If you use Facebook to communicate about or administer a promotion, you want to read Facebook’s latest Promotions Guidelines. Promotions are an increasingly popular way for marketers to reach Facebook’s over 400 million monthly active users. After all, if you see an item in your news feed about a friend getting a free burger, or entering to win an Xbox, you’re likely to check out how you can get the same thing.
The new guidelines emphasis more on how contests can *only* be done via “Apps on Facebook” and cannot be conditioned on liking posts, uploading photos etc.
1. Promotions on Facebook must be administered within Apps on Facebook.com, either on a Canvas Page or an app on a Page Tab.
2. Promotions on Facebook must include the following:
a. A complete release of Facebook by each entrant or participant.
b. Acknowledgment that the promotion is in no way sponsored, endorsed or administered by, or associated with, Facebook.
c. Disclosure that the participant is providing information to [disclose recipient(s) of information] and not to Facebook.
3. You must not use Facebook features or functionality as a promotion’s registration or entry mechanism. For example, the act of liking a Page or checking in to a Place cannot automatically register or enter a promotion participant.
4. You must not condition registration or entry upon the user taking any action using any Facebook features or functionality other than liking a Page, checking in to a Place, or connecting to your app. For example, you must not condition registration or entry upon the user liking a Wall post, or commenting or uploading a photo on a Wall.
5. You must not use Facebook features or functionality, such as the Like button, as a voting mechanism for a promotion.
6. You must not notify winners through Facebook, such as through Facebook messages, chat, or posts on profiles or Pages.
7. You may not use Facebook’s name, trademarks, trade names, copyrights, or any other intellectual property in connection with a promotion or mention Facebook in the rules or materials relating to the promotion, except as needed to fulfill your obligations under Section 2.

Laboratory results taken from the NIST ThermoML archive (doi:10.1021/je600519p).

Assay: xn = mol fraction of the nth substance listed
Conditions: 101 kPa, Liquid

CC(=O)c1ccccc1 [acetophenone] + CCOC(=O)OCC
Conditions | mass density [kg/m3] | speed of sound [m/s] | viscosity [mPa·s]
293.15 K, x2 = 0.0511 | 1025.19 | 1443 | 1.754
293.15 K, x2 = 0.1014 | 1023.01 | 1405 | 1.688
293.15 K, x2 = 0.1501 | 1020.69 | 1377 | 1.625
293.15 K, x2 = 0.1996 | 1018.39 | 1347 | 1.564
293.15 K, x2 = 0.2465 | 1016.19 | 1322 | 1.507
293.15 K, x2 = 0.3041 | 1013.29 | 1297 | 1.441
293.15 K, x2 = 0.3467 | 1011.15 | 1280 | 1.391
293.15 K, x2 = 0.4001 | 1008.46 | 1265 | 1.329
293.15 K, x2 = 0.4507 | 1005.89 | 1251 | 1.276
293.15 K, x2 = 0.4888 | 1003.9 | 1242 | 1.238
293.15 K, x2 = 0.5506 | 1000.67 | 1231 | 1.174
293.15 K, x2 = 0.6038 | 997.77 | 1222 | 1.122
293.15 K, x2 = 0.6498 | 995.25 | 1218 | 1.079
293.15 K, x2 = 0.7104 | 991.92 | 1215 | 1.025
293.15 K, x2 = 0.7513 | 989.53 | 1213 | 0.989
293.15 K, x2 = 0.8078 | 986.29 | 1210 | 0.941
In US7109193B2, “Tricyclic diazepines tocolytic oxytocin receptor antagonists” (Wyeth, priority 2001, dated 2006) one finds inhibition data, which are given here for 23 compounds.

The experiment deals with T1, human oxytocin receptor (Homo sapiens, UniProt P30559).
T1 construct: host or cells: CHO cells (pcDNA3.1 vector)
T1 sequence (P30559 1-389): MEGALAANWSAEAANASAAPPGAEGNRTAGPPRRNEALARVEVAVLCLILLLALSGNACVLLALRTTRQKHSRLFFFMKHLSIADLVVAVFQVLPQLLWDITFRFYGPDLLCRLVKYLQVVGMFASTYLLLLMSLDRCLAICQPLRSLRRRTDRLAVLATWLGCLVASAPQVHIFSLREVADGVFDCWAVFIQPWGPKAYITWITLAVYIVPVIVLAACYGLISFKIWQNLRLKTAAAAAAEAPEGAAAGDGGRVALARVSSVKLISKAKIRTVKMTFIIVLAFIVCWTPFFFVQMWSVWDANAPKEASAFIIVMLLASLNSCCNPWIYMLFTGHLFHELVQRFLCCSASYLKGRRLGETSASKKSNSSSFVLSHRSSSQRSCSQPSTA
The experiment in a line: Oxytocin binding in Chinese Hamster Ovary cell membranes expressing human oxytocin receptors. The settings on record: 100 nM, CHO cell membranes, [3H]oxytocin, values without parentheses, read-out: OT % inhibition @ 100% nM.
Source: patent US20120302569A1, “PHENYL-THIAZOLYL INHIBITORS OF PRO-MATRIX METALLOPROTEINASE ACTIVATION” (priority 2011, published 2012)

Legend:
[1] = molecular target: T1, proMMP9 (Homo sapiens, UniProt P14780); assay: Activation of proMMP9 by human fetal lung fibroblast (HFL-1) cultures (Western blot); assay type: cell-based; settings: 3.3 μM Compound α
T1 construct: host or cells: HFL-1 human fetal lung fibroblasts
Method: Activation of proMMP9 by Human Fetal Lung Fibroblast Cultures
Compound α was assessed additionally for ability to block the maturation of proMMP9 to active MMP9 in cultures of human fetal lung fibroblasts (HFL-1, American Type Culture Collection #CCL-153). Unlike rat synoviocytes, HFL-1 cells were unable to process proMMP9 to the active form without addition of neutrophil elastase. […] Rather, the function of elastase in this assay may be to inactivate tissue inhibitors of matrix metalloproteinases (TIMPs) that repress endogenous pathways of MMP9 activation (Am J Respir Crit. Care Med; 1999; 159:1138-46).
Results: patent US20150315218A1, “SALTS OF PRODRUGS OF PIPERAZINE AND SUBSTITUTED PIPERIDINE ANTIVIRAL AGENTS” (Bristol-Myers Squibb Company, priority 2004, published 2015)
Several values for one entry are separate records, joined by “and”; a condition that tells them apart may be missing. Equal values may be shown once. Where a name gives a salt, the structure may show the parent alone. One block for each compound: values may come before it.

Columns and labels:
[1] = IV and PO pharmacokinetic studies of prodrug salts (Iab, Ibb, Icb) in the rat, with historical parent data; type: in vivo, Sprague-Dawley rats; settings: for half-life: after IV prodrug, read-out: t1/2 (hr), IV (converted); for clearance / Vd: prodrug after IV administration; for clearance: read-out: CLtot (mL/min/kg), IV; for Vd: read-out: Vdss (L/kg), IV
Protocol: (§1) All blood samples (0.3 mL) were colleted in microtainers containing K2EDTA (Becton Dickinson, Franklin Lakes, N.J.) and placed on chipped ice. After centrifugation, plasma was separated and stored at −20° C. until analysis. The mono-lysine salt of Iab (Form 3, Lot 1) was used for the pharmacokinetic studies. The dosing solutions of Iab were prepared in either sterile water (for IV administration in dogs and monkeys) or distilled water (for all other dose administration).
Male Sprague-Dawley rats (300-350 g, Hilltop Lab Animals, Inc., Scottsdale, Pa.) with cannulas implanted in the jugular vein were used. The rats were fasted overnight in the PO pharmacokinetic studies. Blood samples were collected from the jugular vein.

a. By “administration” we mean the operation of any element of the promotion, such as collecting entries, conducting a drawing, judging entries, or notifying winners.
b. By “communication” we mean promoting, advertising or referencing a promotion in any way on Facebook, e.g., in ads, on a Page, or in a Wall post.
c. By “contest’ or “competition” we mean a promotion that includes a prize of monetary value and a winner determined on the basis of skill (i.e., through judging based on specific criteria).
d. By “sweepstakes” we mean a promotion that includes a prize of monetary value and a winner selected on the basis of chance.
*** The Latest Updated from FB on 13th May – Urgent, New FB Promotion Guidelines Now is Effect ***
Facebook changed the official promotions guidelines late night May 11th without public notice. While the new document is much clearer and more brief, the two major changes are as follows:
1. Previous FB guidelines were only applicable to promotions (contests and sweepstakes) that were administered inside FB. Clearly FB’s intent (section 7b) is that the new guidelines now also apply to promotions that are administered outside of FB that are also advertised, promoted or referenced on FB pages or profiles. Essentially this means that FB is claiming jurisdiction over all promotions on all pages.
2. The new guidelines prohibit the use of FB like buttons as voting mechanisms. In just one year, the like button is currently the most powerful tool on the internet and FB clearly intends to protect its franchise. As we read the guidelines, this prohibition should be narrowly defined and any issue regarding use of the like button lies within the definition of ‘voting mechanism’ as that is reflected in the structure and mechanics of the promotion.
In other words, any promotion that uses the counts in the like button as the sole means of determining ‘winners’ is now clearly illegal. That said, placing a like button on a promotional tab on FB pages that does not operate as a voting mechanism is clearly legal.
If there anything you don’t understand or not clear, you can Contact FB Directly